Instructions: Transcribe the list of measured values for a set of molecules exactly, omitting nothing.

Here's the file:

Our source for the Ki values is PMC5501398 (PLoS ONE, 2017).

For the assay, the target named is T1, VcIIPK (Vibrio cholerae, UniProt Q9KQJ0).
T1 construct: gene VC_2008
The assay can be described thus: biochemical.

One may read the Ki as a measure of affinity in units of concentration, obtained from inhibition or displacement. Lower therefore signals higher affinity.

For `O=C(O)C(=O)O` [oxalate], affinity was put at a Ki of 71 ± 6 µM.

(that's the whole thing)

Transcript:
Our source for the Ki values is PMC5501398 (PLoS ONE, 2017).

For the assay, the target named is T1, VcIIPK (Vibrio cholerae, UniProt Q9KQJ0).
T1 construct: gene VC_2008
The assay can be described thus: biochemical.

One may read the Ki as a measure of affinity in units of concentration, obtained from inhibition or displacement. Lower therefore signals higher affinity.

For `O=C(O)C(=O)O` [oxalate], affinity was put at a Ki of 71 ± 6 µM.